The findings were the result of an academic study conducted by Cranfield University School of Management, in association with the Financial Reporting Council, the Government Equalities office and the department for business innovation and skills.
In the 40-page report, Women on Boards, financial services companies were cited as having made good progress in corporate governance and management by having more female representation at the most senior level.
Since Lord Davies produced a report on diversity and governance in March 2011, the study found that female-held directorships on FTSE 100 boards had increased to 18.9 per cent and to 14.9 per cent on FTSE 250 boards.
Notable among those boards which did not have any female representation were mining companies and the London Stock Exchange Group.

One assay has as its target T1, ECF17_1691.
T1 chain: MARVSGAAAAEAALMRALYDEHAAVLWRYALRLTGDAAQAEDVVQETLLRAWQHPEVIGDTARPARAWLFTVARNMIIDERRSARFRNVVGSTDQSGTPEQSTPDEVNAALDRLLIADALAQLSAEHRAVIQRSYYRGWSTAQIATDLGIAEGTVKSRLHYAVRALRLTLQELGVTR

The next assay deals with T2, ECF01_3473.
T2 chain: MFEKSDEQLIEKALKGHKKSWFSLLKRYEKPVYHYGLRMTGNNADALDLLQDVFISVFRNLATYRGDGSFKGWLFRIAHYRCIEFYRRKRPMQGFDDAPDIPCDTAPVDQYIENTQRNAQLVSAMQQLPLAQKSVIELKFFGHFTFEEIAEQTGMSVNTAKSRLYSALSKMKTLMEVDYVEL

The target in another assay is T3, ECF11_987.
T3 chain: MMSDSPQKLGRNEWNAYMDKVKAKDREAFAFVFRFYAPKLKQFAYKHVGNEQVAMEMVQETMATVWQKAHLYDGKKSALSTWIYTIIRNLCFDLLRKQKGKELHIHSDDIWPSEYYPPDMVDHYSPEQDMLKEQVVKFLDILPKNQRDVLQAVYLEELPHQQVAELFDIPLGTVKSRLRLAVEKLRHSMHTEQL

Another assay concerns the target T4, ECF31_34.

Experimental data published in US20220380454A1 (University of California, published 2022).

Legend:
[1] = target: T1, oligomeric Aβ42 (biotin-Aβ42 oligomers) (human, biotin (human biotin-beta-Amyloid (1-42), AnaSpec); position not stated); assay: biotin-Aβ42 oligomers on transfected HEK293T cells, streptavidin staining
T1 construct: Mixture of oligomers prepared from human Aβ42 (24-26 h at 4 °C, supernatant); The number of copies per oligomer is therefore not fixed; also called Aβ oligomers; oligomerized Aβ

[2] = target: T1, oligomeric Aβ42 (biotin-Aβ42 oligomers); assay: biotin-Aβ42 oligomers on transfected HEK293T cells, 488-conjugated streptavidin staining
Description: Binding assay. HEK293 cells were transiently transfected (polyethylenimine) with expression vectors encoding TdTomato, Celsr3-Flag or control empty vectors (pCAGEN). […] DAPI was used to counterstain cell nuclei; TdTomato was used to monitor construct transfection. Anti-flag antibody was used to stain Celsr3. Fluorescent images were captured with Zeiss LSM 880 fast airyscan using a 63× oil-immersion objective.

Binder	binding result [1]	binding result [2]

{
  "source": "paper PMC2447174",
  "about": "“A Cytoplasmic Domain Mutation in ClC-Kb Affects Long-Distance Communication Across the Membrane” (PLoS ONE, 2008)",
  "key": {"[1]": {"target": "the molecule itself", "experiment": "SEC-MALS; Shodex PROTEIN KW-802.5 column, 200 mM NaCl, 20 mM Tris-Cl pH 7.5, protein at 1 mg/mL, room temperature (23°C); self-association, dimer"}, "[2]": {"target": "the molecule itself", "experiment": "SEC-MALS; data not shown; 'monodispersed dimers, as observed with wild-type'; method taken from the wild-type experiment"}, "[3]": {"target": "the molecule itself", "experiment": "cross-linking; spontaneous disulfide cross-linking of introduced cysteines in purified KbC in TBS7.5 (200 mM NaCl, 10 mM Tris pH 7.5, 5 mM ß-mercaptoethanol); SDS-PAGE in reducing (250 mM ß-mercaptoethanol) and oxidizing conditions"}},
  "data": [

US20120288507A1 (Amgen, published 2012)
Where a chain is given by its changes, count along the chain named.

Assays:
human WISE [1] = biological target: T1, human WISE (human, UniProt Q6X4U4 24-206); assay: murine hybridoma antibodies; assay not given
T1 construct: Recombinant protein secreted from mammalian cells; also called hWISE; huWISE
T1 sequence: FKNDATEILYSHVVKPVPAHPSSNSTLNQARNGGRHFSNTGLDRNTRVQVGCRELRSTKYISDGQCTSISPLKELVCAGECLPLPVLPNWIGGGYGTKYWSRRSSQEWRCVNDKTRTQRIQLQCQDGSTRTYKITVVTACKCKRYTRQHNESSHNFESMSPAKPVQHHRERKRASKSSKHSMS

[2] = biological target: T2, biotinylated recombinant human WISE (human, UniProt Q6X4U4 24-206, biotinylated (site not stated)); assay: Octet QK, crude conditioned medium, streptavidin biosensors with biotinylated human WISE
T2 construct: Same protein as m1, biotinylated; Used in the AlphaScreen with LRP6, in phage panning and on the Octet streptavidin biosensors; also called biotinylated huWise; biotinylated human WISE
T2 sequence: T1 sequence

Anna Sofat, managing director of London-based Addidi Wealth, said: “The financial services industry can benefit hugely by having women on financial companies boards and at all levels.
“At an adviser and investment manager level, too, it is important to have more women involved. Perhaps if there had been during 2007 and 2008 there would have been less risk taken with other people’s money and the whole sales-dominated culture would have been different.”
She added that there was growing diversity among the client base and more women were becoming financially independent and needed advice and products tailored for them so it made sense to have more female financial advisers and wealth managers.
According to a survey by the London School of Economics, 17 out of a total of 101 FTSE companies have women as directors in their boardrooms, this represents 16 per cent.
99 companies in the FTSE 100 address issues of director succession planning
43 companies specify gender in issues of director succession planning
Source: Women on Boards report